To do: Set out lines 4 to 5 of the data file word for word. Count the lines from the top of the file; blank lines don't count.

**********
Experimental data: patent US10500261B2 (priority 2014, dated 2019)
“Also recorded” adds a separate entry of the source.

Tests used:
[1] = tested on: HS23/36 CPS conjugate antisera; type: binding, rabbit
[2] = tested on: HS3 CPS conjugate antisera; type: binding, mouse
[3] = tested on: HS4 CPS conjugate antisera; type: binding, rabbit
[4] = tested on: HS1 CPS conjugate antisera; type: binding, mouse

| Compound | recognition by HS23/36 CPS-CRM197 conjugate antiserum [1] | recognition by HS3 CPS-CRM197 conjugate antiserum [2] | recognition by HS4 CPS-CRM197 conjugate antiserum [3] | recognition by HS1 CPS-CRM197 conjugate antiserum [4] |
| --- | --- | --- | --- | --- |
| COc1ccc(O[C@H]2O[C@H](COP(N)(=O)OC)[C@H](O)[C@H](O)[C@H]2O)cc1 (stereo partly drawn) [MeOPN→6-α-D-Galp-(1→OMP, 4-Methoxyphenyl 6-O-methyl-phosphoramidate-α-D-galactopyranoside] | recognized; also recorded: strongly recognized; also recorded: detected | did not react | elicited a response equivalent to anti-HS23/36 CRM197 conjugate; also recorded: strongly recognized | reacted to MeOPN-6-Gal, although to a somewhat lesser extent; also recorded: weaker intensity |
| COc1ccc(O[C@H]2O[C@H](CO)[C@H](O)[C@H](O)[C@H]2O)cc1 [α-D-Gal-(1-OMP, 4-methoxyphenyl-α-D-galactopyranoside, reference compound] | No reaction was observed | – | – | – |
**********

[1] = tested on: HS23/36 CPS conjugate antisera; type: binding, rabbit
[2] = tested on: HS3 CPS conjugate antisera; type: binding, mouse